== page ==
“Lucky me.” Remus drawled. “Are you sure I can’t stay in the States?”
He bit back his instinctive initial response, that it would be like Hogwarts all over again, with him usually as the logical voice of reason (and tie breaker) between the more hot headed James and Sirius. Even after ten years, the mere mention of Sirius’ inexplicable betrayal still brought a dark shadow to James’s eyes and mood. Sirius had been his family, more like a brother than the cousin he technically was. The Potters had brought Sirius into their home after he was kicked out and disowned from his own family for not adhering to the Black family values, beliefs, and traditions, especially those that aligned with Voldemort.
The only person Sirius had loved instantly more than James had been young Harry himself. He had often teased Lily about having to share the two men in her life. She had responded by giving him a certificate stating that he had shared custody and ownership of the Potter males, as well as a co-ownership contract that required a mandatory boys’ weekend once a month (so she could get things done), and at least one night every other week babysitting his godson (that night become the Potter date night, although most of the time they came home early, or spent the night in watching movies and reminiscing.) She also gave him a bill for 15,000 Gaellons in owed past child support. She was just teasing about the money, but Sirius had secretly started a vault in Harry’s name, and made a deposit faithfully, every month.
So then why had Sirius betrayed them to Voldemort? Remus still didn’t understand, and suspected that he never would.
His friend had raised his brows and shot him a thoroughly unamused look. The blonde relented, his tone holding a hint of apology for the tease. “Only teasing. You know I’m with you to the end, no matter what.” He stated quietly.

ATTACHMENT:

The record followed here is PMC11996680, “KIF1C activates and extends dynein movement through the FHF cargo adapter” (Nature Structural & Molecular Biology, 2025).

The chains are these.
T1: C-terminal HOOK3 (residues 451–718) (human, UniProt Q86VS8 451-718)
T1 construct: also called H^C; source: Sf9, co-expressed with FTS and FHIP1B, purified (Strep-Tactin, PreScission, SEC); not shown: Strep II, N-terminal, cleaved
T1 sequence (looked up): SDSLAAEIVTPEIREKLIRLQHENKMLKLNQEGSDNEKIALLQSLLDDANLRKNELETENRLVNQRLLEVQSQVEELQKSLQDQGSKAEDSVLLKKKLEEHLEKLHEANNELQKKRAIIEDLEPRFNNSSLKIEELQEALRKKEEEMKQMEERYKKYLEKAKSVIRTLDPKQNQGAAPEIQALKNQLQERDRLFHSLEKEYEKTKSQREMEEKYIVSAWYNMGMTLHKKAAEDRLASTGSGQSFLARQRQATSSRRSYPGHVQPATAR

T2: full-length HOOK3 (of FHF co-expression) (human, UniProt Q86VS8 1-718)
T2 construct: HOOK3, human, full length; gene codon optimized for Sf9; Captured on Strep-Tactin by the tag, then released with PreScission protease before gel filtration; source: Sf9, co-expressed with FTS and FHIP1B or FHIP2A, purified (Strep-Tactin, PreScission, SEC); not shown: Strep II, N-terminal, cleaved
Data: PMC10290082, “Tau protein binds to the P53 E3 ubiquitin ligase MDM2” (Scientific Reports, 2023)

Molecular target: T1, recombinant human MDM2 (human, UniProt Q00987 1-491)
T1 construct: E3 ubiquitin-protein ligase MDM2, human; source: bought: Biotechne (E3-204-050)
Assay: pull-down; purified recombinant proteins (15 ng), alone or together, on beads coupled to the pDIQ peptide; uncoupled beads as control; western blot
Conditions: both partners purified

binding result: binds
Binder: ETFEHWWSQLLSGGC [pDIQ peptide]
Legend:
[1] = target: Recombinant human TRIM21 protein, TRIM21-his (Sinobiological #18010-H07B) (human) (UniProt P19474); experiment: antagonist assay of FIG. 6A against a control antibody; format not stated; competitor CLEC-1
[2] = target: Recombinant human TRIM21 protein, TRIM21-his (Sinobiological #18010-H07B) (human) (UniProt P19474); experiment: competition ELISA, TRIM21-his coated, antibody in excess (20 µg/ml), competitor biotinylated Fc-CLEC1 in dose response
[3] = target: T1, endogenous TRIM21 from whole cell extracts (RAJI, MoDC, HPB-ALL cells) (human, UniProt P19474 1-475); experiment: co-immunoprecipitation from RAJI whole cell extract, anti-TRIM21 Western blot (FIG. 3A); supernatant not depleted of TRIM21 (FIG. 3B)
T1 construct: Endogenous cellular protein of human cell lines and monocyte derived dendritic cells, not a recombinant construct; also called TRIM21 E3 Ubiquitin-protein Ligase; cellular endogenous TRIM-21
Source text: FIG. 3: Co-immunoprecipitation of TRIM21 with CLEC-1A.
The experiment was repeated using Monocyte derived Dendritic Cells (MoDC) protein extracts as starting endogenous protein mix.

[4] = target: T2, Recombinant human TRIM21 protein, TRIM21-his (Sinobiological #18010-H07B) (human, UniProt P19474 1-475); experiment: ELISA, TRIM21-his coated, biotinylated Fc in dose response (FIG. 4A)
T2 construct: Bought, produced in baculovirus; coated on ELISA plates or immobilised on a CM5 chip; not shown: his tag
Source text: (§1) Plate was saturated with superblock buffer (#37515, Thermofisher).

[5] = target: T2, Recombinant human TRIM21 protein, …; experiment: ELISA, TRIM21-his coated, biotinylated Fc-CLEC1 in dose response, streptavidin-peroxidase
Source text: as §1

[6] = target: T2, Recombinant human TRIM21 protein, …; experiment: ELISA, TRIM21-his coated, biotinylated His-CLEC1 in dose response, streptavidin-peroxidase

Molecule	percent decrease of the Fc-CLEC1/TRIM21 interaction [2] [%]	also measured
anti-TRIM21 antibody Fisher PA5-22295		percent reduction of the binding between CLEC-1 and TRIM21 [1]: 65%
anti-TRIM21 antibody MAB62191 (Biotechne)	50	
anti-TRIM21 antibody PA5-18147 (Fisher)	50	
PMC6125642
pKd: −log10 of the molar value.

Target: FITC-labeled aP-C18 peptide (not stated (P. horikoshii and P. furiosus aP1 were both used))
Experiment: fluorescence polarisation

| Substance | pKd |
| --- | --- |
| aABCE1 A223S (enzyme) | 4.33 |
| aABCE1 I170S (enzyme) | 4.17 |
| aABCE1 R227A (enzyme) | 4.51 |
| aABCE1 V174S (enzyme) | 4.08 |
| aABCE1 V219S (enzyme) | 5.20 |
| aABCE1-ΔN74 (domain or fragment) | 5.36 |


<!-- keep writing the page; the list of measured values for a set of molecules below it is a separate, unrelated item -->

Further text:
James held his gaze for a moment, and nodded. “I know.”
Shaking off the melancholy thoughts, both men turned to watch Harry, who had missed the byplay in his own enthusiastic running commentary of the slow progression of the airplane, as they finally departed the gate and joined the line for liftoff.
“Why did we decide to take a Muggle airplane instead of an international Portkey?” James muttered, gripping his arm rests as they climbed into the sky.
“Because none of the identifications we had would be applicable for getting through international customs. There’s also the little fact that to the wizarding world, James Potter has been dead for ten years, so seeing your name on a passport might raise some questions we don’t want answered yet.” Remus answered too patiently. “And there’s also the fact that the Supreme Mugwump of meddlers, Albus Dumbledore, believes that your son, the Boy Who Lived, has been staying with his Muggle relatives, tucked away, but still on the same continent this whole time, so we don’t want to rile the old man up any more than we already have either.”
The werewolf smiled sympathetically. “C’mon, Potter. You were the Captain and lead Chaser for the Gryffindor Quidditch team, yet you can’t handle flying in a plane, with nice padded seats and plenty of protective mental between you and the outside world?”